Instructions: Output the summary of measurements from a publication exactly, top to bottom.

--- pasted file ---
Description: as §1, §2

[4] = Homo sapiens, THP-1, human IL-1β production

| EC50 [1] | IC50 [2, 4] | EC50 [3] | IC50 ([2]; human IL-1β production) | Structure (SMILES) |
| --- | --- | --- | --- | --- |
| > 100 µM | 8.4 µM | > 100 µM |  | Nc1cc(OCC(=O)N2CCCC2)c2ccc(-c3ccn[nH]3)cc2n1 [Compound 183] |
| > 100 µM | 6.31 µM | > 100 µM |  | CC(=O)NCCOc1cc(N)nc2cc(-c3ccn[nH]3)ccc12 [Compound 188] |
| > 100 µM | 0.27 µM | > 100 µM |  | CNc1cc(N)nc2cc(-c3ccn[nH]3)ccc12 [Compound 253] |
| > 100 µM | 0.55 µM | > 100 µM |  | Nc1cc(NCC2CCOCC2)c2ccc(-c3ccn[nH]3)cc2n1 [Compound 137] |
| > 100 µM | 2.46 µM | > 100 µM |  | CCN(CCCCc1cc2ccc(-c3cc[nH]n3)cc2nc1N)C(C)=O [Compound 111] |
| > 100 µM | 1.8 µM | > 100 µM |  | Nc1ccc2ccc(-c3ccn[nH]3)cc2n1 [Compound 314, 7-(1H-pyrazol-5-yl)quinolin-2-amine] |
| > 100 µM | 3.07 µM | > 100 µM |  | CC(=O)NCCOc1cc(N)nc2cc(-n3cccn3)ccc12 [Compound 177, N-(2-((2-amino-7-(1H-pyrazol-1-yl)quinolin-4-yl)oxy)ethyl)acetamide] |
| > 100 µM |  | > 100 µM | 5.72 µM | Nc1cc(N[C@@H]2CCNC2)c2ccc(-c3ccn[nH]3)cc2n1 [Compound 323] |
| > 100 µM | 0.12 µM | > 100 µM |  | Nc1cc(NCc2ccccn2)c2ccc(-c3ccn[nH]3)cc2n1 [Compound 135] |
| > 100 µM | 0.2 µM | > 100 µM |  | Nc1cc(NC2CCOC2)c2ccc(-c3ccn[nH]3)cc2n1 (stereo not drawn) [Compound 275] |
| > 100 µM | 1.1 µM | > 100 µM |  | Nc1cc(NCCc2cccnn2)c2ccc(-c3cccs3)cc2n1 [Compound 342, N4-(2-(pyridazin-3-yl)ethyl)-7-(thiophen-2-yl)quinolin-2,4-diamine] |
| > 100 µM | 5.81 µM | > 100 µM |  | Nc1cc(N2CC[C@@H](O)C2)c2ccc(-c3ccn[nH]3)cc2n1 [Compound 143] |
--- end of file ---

Description: as §1, §2

[4] = Homo sapiens, THP-1, human IL-1β production

| EC50 [1] | IC50 [2, 4] | EC50 [3] | IC50 ([2]; human IL-1β production) | Structure (SMILES) |
| --- | --- | --- | --- | --- |
| > 100 µM | 8.4 µM | > 100 µM |  | Nc1cc(OCC(=O)N2CCCC2)c2ccc(-c3ccn[nH]3)cc2n1 [Compound 183] |
| > 100 µM | 6.31 µM | > 100 µM |  | CC(=O)NCCOc1cc(N)nc2cc(-c3ccn[nH]3)ccc12 [Compound 188] |
| > 100 µM | 0.27 µM | > 100 µM |  | CNc1cc(N)nc2cc(-c3ccn[nH]3)ccc12 [Compound 253] |
| > 100 µM | 0.55 µM | > 100 µM |  | Nc1cc(NCC2CCOCC2)c2ccc(-c3ccn[nH]3)cc2n1 [Compound 137] |
| > 100 µM | 2.46 µM | > 100 µM |  | CCN(CCCCc1cc2ccc(-c3cc[nH]n3)cc2nc1N)C(C)=O [Compound 111] |
| > 100 µM | 1.8 µM | > 100 µM |  | Nc1ccc2ccc(-c3ccn[nH]3)cc2n1 [Compound 314, 7-(1H-pyrazol-5-yl)quinolin-2-amine] |
| > 100 µM | 3.07 µM | > 100 µM |  | CC(=O)NCCOc1cc(N)nc2cc(-n3cccn3)ccc12 [Compound 177, N-(2-((2-amino-7-(1H-pyrazol-1-yl)quinolin-4-yl)oxy)ethyl)acetamide] |
| > 100 µM |  | > 100 µM | 5.72 µM | Nc1cc(N[C@@H]2CCNC2)c2ccc(-c3ccn[nH]3)cc2n1 [Compound 323] |
| > 100 µM | 0.12 µM | > 100 µM |  | Nc1cc(NCc2ccccn2)c2ccc(-c3ccn[nH]3)cc2n1 [Compound 135] |
| > 100 µM | 0.2 µM | > 100 µM |  | Nc1cc(NC2CCOC2)c2ccc(-c3ccn[nH]3)cc2n1 (stereo not drawn) [Compound 275] |
| > 100 µM | 1.1 µM | > 100 µM |  | Nc1cc(NCCc2cccnn2)c2ccc(-c3cccs3)cc2n1 [Compound 342, N4-(2-(pyridazin-3-yl)ethyl)-7-(thiophen-2-yl)quinolin-2,4-diamine] |
| > 100 µM | 5.81 µM | > 100 µM |  | Nc1cc(N2CC[C@@H](O)C2)c2ccc(-c3ccn[nH]3)cc2n1 [Compound 143] |